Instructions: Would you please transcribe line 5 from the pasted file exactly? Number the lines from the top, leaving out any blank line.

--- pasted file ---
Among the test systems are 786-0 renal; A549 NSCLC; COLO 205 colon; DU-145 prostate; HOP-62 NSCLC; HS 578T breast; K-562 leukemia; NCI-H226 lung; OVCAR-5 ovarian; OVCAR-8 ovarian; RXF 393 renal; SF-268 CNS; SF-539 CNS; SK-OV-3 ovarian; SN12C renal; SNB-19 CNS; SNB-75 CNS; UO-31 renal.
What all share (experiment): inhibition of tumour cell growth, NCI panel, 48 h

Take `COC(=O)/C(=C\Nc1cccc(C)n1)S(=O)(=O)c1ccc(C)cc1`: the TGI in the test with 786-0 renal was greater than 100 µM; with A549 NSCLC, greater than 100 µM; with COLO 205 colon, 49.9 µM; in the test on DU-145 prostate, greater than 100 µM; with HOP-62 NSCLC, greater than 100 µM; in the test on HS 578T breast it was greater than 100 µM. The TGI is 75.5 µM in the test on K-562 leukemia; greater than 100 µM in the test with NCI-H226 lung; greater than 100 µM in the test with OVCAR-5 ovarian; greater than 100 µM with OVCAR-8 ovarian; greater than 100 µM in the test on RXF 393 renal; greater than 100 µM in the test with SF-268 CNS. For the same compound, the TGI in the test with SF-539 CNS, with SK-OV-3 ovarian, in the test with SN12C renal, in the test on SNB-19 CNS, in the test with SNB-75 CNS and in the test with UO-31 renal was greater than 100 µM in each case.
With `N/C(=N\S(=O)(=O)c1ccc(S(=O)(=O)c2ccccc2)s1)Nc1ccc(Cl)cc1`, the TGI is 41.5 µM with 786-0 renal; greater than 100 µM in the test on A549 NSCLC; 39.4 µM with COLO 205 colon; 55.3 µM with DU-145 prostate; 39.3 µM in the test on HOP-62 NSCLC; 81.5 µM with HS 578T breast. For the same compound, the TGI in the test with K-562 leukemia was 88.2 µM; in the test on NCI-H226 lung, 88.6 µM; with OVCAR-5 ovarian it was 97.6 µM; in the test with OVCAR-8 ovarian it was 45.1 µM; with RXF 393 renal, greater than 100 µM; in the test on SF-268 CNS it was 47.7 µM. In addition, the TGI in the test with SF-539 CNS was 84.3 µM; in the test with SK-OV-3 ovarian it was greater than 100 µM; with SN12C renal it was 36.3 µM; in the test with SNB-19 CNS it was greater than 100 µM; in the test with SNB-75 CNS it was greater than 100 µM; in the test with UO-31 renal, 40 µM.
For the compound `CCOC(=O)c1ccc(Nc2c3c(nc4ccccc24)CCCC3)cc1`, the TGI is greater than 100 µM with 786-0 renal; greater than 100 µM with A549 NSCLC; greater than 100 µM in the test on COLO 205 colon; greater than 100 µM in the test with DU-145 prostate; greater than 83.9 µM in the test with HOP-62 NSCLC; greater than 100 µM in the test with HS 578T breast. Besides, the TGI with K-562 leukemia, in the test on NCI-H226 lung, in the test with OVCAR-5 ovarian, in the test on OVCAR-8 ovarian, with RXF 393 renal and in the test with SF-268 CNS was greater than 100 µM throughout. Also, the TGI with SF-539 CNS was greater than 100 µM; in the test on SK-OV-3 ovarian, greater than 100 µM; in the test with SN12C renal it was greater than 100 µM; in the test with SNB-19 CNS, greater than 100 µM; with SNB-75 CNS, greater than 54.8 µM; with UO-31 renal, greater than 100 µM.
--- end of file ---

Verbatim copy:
For the compound `CCOC(=O)c1ccc(Nc2c3c(nc4ccccc24)CCCC3)cc1`, the TGI is greater than 100 µM with 786-0 renal; greater than 100 µM with A549 NSCLC; greater than 100 µM in the test on COLO 205 colon; greater than 100 µM in the test with DU-145 prostate; greater than 83.9 µM in the test with HOP-62 NSCLC; greater than 100 µM in the test with HS 578T breast. Besides, the TGI with K-562 leukemia, in the test on NCI-H226 lung, in the test with OVCAR-5 ovarian, in the test on OVCAR-8 ovarian, with RXF 393 renal and in the test with SF-268 CNS was greater than 100 µM throughout. Also, the TGI with SF-539 CNS was greater than 100 µM; in the test on SK-OV-3 ovarian, greater than 100 µM; in the test with SN12C renal it was greater than 100 µM; in the test with SNB-19 CNS, greater than 100 µM; with SNB-75 CNS, greater than 54.8 µM; with UO-31 renal, greater than 100 µM.